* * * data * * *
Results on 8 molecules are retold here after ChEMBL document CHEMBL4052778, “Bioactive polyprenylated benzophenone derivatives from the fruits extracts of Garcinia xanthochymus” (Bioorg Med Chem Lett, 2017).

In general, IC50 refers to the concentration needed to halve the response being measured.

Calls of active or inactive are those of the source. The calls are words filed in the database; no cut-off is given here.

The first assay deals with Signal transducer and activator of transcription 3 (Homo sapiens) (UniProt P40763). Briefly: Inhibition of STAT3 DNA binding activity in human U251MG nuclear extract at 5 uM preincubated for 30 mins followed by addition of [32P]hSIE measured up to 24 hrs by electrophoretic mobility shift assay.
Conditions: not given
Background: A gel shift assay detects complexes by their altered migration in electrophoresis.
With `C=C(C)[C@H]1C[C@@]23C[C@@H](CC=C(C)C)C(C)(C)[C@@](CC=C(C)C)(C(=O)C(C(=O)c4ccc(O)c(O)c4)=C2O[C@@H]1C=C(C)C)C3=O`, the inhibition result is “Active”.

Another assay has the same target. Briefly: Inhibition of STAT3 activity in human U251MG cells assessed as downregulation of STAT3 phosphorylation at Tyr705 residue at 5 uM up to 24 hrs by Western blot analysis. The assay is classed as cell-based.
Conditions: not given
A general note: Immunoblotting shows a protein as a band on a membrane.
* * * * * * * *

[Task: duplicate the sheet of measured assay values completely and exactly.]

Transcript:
Results on 8 molecules are retold here after ChEMBL document CHEMBL4052778, “Bioactive polyprenylated benzophenone derivatives from the fruits extracts of Garcinia xanthochymus” (Bioorg Med Chem Lett, 2017).

In general, IC50 refers to the concentration needed to halve the response being measured.

Calls of active or inactive are those of the source. The calls are words filed in the database; no cut-off is given here.

The first assay deals with Signal transducer and activator of transcription 3 (Homo sapiens) (UniProt P40763). Briefly: Inhibition of STAT3 DNA binding activity in human U251MG nuclear extract at 5 uM preincubated for 30 mins followed by addition of [32P]hSIE measured up to 24 hrs by electrophoretic mobility shift assay.
Conditions: not given
Background: A gel shift assay detects complexes by their altered migration in electrophoresis.
With `C=C(C)[C@H]1C[C@@]23C[C@@H](CC=C(C)C)C(C)(C)[C@@](CC=C(C)C)(C(=O)C(C(=O)c4ccc(O)c(O)c4)=C2O[C@@H]1C=C(C)C)C3=O`, the inhibition result is “Active”.

Another assay has the same target. Briefly: Inhibition of STAT3 activity in human U251MG cells assessed as downregulation of STAT3 phosphorylation at Tyr705 residue at 5 uM up to 24 hrs by Western blot analysis. The assay is classed as cell-based.
Conditions: not given
A general note: Immunoblotting shows a protein as a band on a membrane.